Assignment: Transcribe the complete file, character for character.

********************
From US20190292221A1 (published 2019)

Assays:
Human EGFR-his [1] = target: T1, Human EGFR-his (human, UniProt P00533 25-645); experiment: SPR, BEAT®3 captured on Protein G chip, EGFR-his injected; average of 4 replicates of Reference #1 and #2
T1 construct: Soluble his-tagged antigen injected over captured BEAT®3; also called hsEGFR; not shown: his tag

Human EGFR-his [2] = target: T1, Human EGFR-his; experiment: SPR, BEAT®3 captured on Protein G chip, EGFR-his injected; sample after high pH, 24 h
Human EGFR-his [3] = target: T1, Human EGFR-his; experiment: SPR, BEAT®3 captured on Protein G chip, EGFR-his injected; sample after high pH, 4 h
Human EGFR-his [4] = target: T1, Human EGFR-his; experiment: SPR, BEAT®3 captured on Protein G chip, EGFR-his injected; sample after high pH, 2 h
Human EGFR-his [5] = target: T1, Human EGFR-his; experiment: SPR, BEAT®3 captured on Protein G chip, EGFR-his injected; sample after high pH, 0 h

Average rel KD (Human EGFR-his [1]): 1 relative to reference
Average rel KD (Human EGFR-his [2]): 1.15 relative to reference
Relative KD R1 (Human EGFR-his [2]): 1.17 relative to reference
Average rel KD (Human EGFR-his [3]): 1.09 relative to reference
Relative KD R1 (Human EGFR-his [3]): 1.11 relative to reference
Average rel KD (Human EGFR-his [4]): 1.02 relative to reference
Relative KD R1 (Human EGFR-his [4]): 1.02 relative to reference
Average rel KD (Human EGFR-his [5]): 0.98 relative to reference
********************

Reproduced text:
From US20190292221A1 (published 2019)

Assays:
Human EGFR-his [1] = target: T1, Human EGFR-his (human, UniProt P00533 25-645); experiment: SPR, BEAT®3 captured on Protein G chip, EGFR-his injected; average of 4 replicates of Reference #1 and #2
T1 construct: Soluble his-tagged antigen injected over captured BEAT®3; also called hsEGFR; not shown: his tag

Human EGFR-his [2] = target: T1, Human EGFR-his; experiment: SPR, BEAT®3 captured on Protein G chip, EGFR-his injected; sample after high pH, 24 h
Human EGFR-his [3] = target: T1, Human EGFR-his; experiment: SPR, BEAT®3 captured on Protein G chip, EGFR-his injected; sample after high pH, 4 h
Human EGFR-his [4] = target: T1, Human EGFR-his; experiment: SPR, BEAT®3 captured on Protein G chip, EGFR-his injected; sample after high pH, 2 h
Human EGFR-his [5] = target: T1, Human EGFR-his; experiment: SPR, BEAT®3 captured on Protein G chip, EGFR-his injected; sample after high pH, 0 h

Average rel KD (Human EGFR-his [1]): 1 relative to reference
Average rel KD (Human EGFR-his [2]): 1.15 relative to reference
Relative KD R1 (Human EGFR-his [2]): 1.17 relative to reference
Average rel KD (Human EGFR-his [3]): 1.09 relative to reference
Relative KD R1 (Human EGFR-his [3]): 1.11 relative to reference
Average rel KD (Human EGFR-his [4]): 1.02 relative to reference
Relative KD R1 (Human EGFR-his [4]): 1.02 relative to reference
Average rel KD (Human EGFR-his [5]): 0.98 relative to reference